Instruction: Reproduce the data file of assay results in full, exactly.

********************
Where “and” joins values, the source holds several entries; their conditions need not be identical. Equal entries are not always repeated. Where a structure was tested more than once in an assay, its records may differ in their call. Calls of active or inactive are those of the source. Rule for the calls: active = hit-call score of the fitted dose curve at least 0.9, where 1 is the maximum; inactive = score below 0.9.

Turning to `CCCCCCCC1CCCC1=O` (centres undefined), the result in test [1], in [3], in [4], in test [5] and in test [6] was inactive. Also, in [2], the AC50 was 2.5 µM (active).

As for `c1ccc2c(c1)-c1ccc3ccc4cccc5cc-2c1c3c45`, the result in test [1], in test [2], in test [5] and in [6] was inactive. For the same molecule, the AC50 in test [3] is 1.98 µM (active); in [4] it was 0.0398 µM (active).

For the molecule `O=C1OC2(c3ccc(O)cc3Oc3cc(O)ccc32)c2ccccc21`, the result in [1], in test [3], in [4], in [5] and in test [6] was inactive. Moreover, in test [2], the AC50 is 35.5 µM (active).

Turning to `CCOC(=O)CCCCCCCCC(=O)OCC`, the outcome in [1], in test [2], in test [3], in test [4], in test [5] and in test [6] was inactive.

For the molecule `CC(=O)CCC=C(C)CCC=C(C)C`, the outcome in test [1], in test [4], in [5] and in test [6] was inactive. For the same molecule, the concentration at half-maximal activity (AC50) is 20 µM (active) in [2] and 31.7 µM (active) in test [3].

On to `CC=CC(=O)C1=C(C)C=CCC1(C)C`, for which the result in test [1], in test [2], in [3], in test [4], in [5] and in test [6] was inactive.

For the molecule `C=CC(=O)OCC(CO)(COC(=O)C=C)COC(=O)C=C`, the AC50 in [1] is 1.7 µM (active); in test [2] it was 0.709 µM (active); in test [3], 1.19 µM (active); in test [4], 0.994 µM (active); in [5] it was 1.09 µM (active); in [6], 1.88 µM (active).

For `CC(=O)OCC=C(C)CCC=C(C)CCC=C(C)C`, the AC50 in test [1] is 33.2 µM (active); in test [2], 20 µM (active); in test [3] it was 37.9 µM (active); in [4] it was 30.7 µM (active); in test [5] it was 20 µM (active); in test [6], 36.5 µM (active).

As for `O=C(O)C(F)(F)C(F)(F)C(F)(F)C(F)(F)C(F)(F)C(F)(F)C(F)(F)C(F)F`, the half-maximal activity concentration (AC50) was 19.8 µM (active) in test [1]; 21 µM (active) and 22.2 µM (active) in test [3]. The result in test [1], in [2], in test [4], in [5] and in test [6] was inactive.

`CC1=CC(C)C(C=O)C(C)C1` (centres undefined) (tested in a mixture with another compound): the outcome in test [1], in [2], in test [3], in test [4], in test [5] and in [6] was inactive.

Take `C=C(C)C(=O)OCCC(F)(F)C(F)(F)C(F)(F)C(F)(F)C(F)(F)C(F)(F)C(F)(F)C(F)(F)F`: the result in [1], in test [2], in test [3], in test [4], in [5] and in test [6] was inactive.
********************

Where “and” joins values, the source holds several entries; their conditions need not be identical. Equal entries are not always repeated. Where a structure was tested more than once in an assay, its records may differ in their call. Calls of active or inactive are those of the source. Rule for the calls: active = hit-call score of the fitted dose curve at least 0.9, where 1 is the maximum; inactive = score below 0.9.

Turning to `CCCCCCCC1CCCC1=O` (centres undefined), the result in test [1], in [3], in [4], in test [5] and in test [6] was inactive. Also, in [2], the AC50 was 2.5 µM (active).

As for `c1ccc2c(c1)-c1ccc3ccc4cccc5cc-2c1c3c45`, the result in test [1], in test [2], in test [5] and in [6] was inactive. For the same molecule, the AC50 in test [3] is 1.98 µM (active); in [4] it was 0.0398 µM (active).

For the molecule `O=C1OC2(c3ccc(O)cc3Oc3cc(O)ccc32)c2ccccc21`, the result in [1], in test [3], in [4], in [5] and in test [6] was inactive. Moreover, in test [2], the AC50 is 35.5 µM (active).

Turning to `CCOC(=O)CCCCCCCCC(=O)OCC`, the outcome in [1], in test [2], in test [3], in test [4], in test [5] and in test [6] was inactive.

For the molecule `CC(=O)CCC=C(C)CCC=C(C)C`, the outcome in test [1], in test [4], in [5] and in test [6] was inactive. For the same molecule, the concentration at half-maximal activity (AC50) is 20 µM (active) in [2] and 31.7 µM (active) in test [3].

On to `CC=CC(=O)C1=C(C)C=CCC1(C)C`, for which the result in test [1], in test [2], in [3], in test [4], in [5] and in test [6] was inactive.

For the molecule `C=CC(=O)OCC(CO)(COC(=O)C=C)COC(=O)C=C`, the AC50 in [1] is 1.7 µM (active); in test [2] it was 0.709 µM (active); in test [3], 1.19 µM (active); in test [4], 0.994 µM (active); in [5] it was 1.09 µM (active); in [6], 1.88 µM (active).

For `CC(=O)OCC=C(C)CCC=C(C)CCC=C(C)C`, the AC50 in test [1] is 33.2 µM (active); in test [2], 20 µM (active); in test [3] it was 37.9 µM (active); in [4] it was 30.7 µM (active); in test [5] it was 20 µM (active); in test [6], 36.5 µM (active).

As for `O=C(O)C(F)(F)C(F)(F)C(F)(F)C(F)(F)C(F)(F)C(F)(F)C(F)(F)C(F)F`, the half-maximal activity concentration (AC50) was 19.8 µM (active) in test [1]; 21 µM (active) and 22.2 µM (active) in test [3]. The result in test [1], in [2], in test [4], in [5] and in test [6] was inactive.

`CC1=CC(C)C(C=O)C(C)C1` (centres undefined) (tested in a mixture with another compound): the outcome in test [1], in [2], in test [3], in test [4], in test [5] and in [6] was inactive.

Take `C=C(C)C(=O)OCCC(F)(F)C(F)(F)C(F)(F)C(F)(F)C(F)(F)C(F)(F)C(F)(F)C(F)(F)F`: the result in [1], in test [2], in test [3], in test [4], in [5] and in test [6] was inactive.